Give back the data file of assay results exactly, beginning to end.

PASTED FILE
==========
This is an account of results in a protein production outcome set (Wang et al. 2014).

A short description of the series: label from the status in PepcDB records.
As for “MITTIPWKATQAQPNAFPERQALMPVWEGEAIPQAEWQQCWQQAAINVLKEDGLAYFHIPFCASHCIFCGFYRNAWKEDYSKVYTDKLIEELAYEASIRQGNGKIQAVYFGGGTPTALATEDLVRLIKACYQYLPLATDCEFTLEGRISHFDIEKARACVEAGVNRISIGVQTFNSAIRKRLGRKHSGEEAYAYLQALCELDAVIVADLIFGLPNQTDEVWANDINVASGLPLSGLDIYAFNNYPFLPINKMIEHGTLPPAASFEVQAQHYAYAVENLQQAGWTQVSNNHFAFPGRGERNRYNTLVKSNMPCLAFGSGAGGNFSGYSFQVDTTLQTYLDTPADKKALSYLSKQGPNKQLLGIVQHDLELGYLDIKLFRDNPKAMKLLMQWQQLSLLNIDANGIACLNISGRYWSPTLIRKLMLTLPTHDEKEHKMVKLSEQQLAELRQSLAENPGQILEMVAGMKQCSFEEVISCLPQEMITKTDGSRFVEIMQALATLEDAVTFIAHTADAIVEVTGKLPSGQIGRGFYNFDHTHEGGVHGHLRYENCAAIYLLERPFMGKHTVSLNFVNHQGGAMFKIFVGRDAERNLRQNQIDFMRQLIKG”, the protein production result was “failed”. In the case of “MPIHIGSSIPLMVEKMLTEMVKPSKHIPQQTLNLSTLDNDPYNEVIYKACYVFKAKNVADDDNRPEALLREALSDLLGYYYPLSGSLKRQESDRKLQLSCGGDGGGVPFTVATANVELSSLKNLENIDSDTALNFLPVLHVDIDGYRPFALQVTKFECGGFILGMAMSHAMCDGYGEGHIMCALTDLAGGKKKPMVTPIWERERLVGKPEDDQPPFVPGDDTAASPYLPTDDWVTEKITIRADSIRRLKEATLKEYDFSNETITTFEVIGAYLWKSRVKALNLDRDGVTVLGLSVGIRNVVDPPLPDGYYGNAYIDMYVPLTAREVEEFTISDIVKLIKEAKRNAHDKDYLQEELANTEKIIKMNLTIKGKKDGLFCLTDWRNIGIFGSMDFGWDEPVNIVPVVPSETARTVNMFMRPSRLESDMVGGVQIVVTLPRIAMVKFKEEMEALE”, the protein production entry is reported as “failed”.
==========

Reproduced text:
This is an account of results in a protein production outcome set (Wang et al. 2014).

A short description of the series: label from the status in PepcDB records.
As for “MITTIPWKATQAQPNAFPERQALMPVWEGEAIPQAEWQQCWQQAAINVLKEDGLAYFHIPFCASHCIFCGFYRNAWKEDYSKVYTDKLIEELAYEASIRQGNGKIQAVYFGGGTPTALATEDLVRLIKACYQYLPLATDCEFTLEGRISHFDIEKARACVEAGVNRISIGVQTFNSAIRKRLGRKHSGEEAYAYLQALCELDAVIVADLIFGLPNQTDEVWANDINVASGLPLSGLDIYAFNNYPFLPINKMIEHGTLPPAASFEVQAQHYAYAVENLQQAGWTQVSNNHFAFPGRGERNRYNTLVKSNMPCLAFGSGAGGNFSGYSFQVDTTLQTYLDTPADKKALSYLSKQGPNKQLLGIVQHDLELGYLDIKLFRDNPKAMKLLMQWQQLSLLNIDANGIACLNISGRYWSPTLIRKLMLTLPTHDEKEHKMVKLSEQQLAELRQSLAENPGQILEMVAGMKQCSFEEVISCLPQEMITKTDGSRFVEIMQALATLEDAVTFIAHTADAIVEVTGKLPSGQIGRGFYNFDHTHEGGVHGHLRYENCAAIYLLERPFMGKHTVSLNFVNHQGGAMFKIFVGRDAERNLRQNQIDFMRQLIKG”, the protein production result was “failed”. In the case of “MPIHIGSSIPLMVEKMLTEMVKPSKHIPQQTLNLSTLDNDPYNEVIYKACYVFKAKNVADDDNRPEALLREALSDLLGYYYPLSGSLKRQESDRKLQLSCGGDGGGVPFTVATANVELSSLKNLENIDSDTALNFLPVLHVDIDGYRPFALQVTKFECGGFILGMAMSHAMCDGYGEGHIMCALTDLAGGKKKPMVTPIWERERLVGKPEDDQPPFVPGDDTAASPYLPTDDWVTEKITIRADSIRRLKEATLKEYDFSNETITTFEVIGAYLWKSRVKALNLDRDGVTVLGLSVGIRNVVDPPLPDGYYGNAYIDMYVPLTAREVEEFTISDIVKLIKEAKRNAHDKDYLQEELANTEKIIKMNLTIKGKKDGLFCLTDWRNIGIFGSMDFGWDEPVNIVPVVPSETARTVNMFMRPSRLESDMVGGVQIVVTLPRIAMVKFKEEMEALE”, the protein production entry is reported as “failed”.